Landscape Architect or Landscape Designer
What’s the difference between a Landscape Designer & Landscape Architect?
One question we often get asked by clients.
Plants species, horticulture, urban spaces, scale, town planning, multi-disciplinary consultants? So what actually is the difference between a Landscape Designer and a Landscape Architect?
When a client first enquires with Secret Gardens and a design consultation is arranged, a team member is designated to the job. It’s not always which member of the design team is available at the time that is assigned to a project but often who the best person for the specific job is. Secret Gardens currently employ 8 talented individuals in the Design Department both as Landscape Designers and Landscape Architects. Our roles are so closely entwined, no matter which of the 2 disciplines we initially studied, after 3-5 years’ experience working side by side within a company like ours, we all cross-over. It’s the little niche’s that individuals are good at that continue to separate us and often these are the elements that suit specific clients.
Straight out of study
A Landscape Designer is generally trained at a residential scale, whilst a Landscape Architect is trained to deal with larger commercial projects, and urban spaces. Whilst, each is an expert in their respective field it does not mean that they are unable to cross-over into other sectors without adding value.
A Landscape Designer generally has a stronger understanding of the ecological needs of the site in order to maximise the potential functionality. Designers are often used to analyse the existing architecture and yard layout, producing a plan to suit what is already there and enhance these features through clever use of patios, pathways, gardens and features. Landscape designers will have a better understanding of the geographic region in order to choose the right plant and tree species to suit these site conditions, their vast horticulture and plant species knowledge being unrivalled by a landscape architect.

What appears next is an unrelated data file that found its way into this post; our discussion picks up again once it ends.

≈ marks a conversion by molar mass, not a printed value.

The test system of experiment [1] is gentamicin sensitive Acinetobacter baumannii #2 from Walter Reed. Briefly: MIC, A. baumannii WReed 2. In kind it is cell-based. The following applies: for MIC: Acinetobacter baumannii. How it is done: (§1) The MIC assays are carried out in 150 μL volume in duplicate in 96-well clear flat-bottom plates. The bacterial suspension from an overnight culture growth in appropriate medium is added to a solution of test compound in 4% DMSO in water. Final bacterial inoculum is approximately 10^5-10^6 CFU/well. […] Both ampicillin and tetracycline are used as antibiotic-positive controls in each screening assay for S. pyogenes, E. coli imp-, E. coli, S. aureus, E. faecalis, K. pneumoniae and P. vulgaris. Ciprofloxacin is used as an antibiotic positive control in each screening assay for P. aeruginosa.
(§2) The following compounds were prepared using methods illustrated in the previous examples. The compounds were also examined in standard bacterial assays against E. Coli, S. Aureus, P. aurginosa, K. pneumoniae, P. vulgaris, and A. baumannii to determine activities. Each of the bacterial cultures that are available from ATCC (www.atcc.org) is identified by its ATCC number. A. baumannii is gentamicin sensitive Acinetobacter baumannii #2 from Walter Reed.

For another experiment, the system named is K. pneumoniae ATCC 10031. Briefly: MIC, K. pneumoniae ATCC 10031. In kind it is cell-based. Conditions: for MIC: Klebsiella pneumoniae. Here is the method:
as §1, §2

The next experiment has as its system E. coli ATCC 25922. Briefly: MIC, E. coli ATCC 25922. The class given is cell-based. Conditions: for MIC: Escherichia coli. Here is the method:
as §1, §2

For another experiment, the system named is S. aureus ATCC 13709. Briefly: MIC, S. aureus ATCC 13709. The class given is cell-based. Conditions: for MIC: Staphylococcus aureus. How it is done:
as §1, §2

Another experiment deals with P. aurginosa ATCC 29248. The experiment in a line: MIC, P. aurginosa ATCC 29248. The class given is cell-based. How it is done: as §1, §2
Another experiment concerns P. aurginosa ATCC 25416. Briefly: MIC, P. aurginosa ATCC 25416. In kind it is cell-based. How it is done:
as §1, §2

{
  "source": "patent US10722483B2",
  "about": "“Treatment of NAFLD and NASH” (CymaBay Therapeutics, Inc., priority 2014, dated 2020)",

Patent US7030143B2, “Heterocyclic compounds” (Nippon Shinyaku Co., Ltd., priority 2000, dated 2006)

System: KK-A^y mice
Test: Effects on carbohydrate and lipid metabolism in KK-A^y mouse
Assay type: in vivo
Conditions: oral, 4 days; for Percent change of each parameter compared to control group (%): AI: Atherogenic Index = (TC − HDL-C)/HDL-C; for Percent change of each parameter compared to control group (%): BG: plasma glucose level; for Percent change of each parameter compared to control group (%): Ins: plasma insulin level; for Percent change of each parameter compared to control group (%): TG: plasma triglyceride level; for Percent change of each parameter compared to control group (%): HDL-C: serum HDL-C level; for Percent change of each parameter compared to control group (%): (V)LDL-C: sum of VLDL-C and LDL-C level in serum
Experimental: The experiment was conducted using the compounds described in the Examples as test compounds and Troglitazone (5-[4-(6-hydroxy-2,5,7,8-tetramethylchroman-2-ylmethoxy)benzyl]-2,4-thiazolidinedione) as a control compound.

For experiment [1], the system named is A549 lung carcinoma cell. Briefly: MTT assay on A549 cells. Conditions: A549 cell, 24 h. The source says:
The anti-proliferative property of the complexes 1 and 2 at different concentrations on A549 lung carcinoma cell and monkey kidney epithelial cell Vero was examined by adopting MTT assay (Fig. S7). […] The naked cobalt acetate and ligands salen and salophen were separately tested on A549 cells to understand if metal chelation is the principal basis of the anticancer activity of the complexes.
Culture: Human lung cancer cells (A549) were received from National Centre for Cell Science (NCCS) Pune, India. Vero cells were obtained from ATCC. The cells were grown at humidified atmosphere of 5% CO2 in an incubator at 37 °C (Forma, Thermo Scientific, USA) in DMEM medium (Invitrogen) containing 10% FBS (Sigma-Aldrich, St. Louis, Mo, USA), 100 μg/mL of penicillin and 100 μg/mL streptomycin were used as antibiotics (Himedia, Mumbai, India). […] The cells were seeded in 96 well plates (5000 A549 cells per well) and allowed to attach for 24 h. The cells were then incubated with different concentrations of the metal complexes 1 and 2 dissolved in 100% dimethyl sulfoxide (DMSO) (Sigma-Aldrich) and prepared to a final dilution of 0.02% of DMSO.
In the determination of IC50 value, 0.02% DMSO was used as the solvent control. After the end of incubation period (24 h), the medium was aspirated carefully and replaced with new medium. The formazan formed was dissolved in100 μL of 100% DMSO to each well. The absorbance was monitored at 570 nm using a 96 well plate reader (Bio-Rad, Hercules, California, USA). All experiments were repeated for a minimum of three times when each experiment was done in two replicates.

A Landscape Architect has a better appreciation for a whole site, much of their training focus on urban spaces, town planning and larger scale. They tend to be involved with the design from an earlier stage, often being called upon by the Architect to advise on initial layouts. Landscape Architects also have the ability to design more structures e.g. gazebos & cabanas that may be required on site, and any related or non-related grading issues may be resolved by an architect including drainage modifications. Landscape Architects have the ability to put together 3D illustrations and renderings, this being a specialty of their training.
Working, experience and residential gardens
In the ideal world you would have access to both architects and designers in a residential setting which is certainly what Secret Gardens offer as part of our services. Generally the Landscape Architects that have joined Secret Gardens are keen to increase their Horticulture knowledge and as the company heavily focuses on plants in their designs it is the perfect place to do so. At the end of the day it is what resources a company can draw from and the experience behind them that essentially evolve a Designer or Architect into this cross-over role.
Simon Howard & Breana Tabone